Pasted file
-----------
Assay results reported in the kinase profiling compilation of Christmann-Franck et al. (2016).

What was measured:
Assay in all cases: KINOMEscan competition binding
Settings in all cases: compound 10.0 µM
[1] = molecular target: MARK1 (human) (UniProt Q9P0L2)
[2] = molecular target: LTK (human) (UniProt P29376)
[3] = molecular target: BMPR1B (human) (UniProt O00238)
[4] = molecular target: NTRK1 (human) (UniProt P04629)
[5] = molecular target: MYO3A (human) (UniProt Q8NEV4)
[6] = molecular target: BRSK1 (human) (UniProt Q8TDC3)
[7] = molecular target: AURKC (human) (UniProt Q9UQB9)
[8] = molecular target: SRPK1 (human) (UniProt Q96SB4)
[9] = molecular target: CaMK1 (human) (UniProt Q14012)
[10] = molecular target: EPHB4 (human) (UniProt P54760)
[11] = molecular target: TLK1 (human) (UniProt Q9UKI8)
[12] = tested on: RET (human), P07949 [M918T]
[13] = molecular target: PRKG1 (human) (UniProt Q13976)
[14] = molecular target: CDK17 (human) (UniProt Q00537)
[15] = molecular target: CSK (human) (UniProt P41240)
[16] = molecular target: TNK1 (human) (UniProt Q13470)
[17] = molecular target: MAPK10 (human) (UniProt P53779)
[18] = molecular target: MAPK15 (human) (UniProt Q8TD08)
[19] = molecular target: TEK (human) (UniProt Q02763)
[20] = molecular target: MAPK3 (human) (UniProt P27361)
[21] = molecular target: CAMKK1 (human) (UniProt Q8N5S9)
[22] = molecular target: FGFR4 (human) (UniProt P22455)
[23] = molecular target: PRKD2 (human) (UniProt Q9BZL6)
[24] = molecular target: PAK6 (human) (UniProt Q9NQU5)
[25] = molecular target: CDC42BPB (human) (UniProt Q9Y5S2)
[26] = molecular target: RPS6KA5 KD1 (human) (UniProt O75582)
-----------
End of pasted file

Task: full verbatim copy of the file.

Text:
Assay results reported in the kinase profiling compilation of Christmann-Franck et al. (2016).

What was measured:
Assay in all cases: KINOMEscan competition binding
Settings in all cases: compound 10.0 µM
[1] = molecular target: MARK1 (human) (UniProt Q9P0L2)
[2] = molecular target: LTK (human) (UniProt P29376)
[3] = molecular target: BMPR1B (human) (UniProt O00238)
[4] = molecular target: NTRK1 (human) (UniProt P04629)
[5] = molecular target: MYO3A (human) (UniProt Q8NEV4)
[6] = molecular target: BRSK1 (human) (UniProt Q8TDC3)
[7] = molecular target: AURKC (human) (UniProt Q9UQB9)
[8] = molecular target: SRPK1 (human) (UniProt Q96SB4)
[9] = molecular target: CaMK1 (human) (UniProt Q14012)
[10] = molecular target: EPHB4 (human) (UniProt P54760)
[11] = molecular target: TLK1 (human) (UniProt Q9UKI8)
[12] = tested on: RET (human), P07949 [M918T]
[13] = molecular target: PRKG1 (human) (UniProt Q13976)
[14] = molecular target: CDK17 (human) (UniProt Q00537)
[15] = molecular target: CSK (human) (UniProt P41240)
[16] = molecular target: TNK1 (human) (UniProt Q13470)
[17] = molecular target: MAPK10 (human) (UniProt P53779)
[18] = molecular target: MAPK15 (human) (UniProt Q8TD08)
[19] = molecular target: TEK (human) (UniProt Q02763)
[20] = molecular target: MAPK3 (human) (UniProt P27361)
[21] = molecular target: CAMKK1 (human) (UniProt Q8N5S9)
[22] = molecular target: FGFR4 (human) (UniProt P22455)
[23] = molecular target: PRKD2 (human) (UniProt Q9BZL6)
[24] = molecular target: PAK6 (human) (UniProt Q9NQU5)
[25] = molecular target: CDC42BPB (human) (UniProt Q9Y5S2)
[26] = molecular target: RPS6KA5 KD1 (human) (UniProt O75582)